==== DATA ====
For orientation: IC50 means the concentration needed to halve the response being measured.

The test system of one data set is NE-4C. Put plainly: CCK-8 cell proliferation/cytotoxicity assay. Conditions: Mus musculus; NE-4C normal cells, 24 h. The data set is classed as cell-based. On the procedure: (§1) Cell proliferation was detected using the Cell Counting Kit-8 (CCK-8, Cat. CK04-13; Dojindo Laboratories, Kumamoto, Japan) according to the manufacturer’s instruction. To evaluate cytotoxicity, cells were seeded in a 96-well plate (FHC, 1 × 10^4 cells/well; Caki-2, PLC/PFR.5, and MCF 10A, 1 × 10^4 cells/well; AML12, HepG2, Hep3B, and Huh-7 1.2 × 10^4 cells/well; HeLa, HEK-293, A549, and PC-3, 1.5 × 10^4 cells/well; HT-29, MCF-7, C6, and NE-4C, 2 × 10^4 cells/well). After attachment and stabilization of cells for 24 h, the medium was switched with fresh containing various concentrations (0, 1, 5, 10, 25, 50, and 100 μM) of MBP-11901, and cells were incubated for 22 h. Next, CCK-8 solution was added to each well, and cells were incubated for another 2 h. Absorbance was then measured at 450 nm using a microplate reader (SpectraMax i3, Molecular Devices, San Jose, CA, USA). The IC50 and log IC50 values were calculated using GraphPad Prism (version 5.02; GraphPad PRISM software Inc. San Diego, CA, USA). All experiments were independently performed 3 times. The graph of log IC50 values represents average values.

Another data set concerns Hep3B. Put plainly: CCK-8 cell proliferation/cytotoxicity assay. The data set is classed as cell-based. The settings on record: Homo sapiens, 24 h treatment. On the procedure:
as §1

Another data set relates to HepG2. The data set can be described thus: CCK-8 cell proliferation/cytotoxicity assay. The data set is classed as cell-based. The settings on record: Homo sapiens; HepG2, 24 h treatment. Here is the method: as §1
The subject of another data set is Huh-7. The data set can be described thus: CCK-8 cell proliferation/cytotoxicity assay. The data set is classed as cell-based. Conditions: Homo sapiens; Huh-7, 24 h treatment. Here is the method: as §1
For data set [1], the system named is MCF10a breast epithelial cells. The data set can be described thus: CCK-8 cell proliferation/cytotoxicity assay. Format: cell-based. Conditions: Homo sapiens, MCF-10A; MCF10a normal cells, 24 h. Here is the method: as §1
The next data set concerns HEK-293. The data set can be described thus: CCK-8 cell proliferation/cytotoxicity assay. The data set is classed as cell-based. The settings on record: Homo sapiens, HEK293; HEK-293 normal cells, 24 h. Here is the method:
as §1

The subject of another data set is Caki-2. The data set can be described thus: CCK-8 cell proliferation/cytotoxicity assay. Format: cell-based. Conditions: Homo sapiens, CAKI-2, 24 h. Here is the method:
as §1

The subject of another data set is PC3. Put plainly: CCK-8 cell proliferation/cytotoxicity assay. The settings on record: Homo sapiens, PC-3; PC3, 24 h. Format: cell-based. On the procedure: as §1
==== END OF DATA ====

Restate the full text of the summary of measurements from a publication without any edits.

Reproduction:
For orientation: IC50 means the concentration needed to halve the response being measured.

The test system of one data set is NE-4C. Put plainly: CCK-8 cell proliferation/cytotoxicity assay. Conditions: Mus musculus; NE-4C normal cells, 24 h. The data set is classed as cell-based. On the procedure: (§1) Cell proliferation was detected using the Cell Counting Kit-8 (CCK-8, Cat. CK04-13; Dojindo Laboratories, Kumamoto, Japan) according to the manufacturer’s instruction. To evaluate cytotoxicity, cells were seeded in a 96-well plate (FHC, 1 × 10^4 cells/well; Caki-2, PLC/PFR.5, and MCF 10A, 1 × 10^4 cells/well; AML12, HepG2, Hep3B, and Huh-7 1.2 × 10^4 cells/well; HeLa, HEK-293, A549, and PC-3, 1.5 × 10^4 cells/well; HT-29, MCF-7, C6, and NE-4C, 2 × 10^4 cells/well). After attachment and stabilization of cells for 24 h, the medium was switched with fresh containing various concentrations (0, 1, 5, 10, 25, 50, and 100 μM) of MBP-11901, and cells were incubated for 22 h. Next, CCK-8 solution was added to each well, and cells were incubated for another 2 h. Absorbance was then measured at 450 nm using a microplate reader (SpectraMax i3, Molecular Devices, San Jose, CA, USA). The IC50 and log IC50 values were calculated using GraphPad Prism (version 5.02; GraphPad PRISM software Inc. San Diego, CA, USA). All experiments were independently performed 3 times. The graph of log IC50 values represents average values.

Another data set concerns Hep3B. Put plainly: CCK-8 cell proliferation/cytotoxicity assay. The data set is classed as cell-based. The settings on record: Homo sapiens, 24 h treatment. On the procedure:
as §1

Another data set relates to HepG2. The data set can be described thus: CCK-8 cell proliferation/cytotoxicity assay. The data set is classed as cell-based. The settings on record: Homo sapiens; HepG2, 24 h treatment. Here is the method: as §1
The subject of another data set is Huh-7. The data set can be described thus: CCK-8 cell proliferation/cytotoxicity assay. The data set is classed as cell-based. Conditions: Homo sapiens; Huh-7, 24 h treatment. Here is the method: as §1
For data set [1], the system named is MCF10a breast epithelial cells. The data set can be described thus: CCK-8 cell proliferation/cytotoxicity assay. Format: cell-based. Conditions: Homo sapiens, MCF-10A; MCF10a normal cells, 24 h. Here is the method: as §1
The next data set concerns HEK-293. The data set can be described thus: CCK-8 cell proliferation/cytotoxicity assay. The data set is classed as cell-based. The settings on record: Homo sapiens, HEK293; HEK-293 normal cells, 24 h. Here is the method:
as §1

The subject of another data set is Caki-2. The data set can be described thus: CCK-8 cell proliferation/cytotoxicity assay. Format: cell-based. Conditions: Homo sapiens, CAKI-2, 24 h. Here is the method:
as §1

The subject of another data set is PC3. Put plainly: CCK-8 cell proliferation/cytotoxicity assay. The settings on record: Homo sapiens, PC-3; PC3, 24 h. Format: cell-based. On the procedure: as §1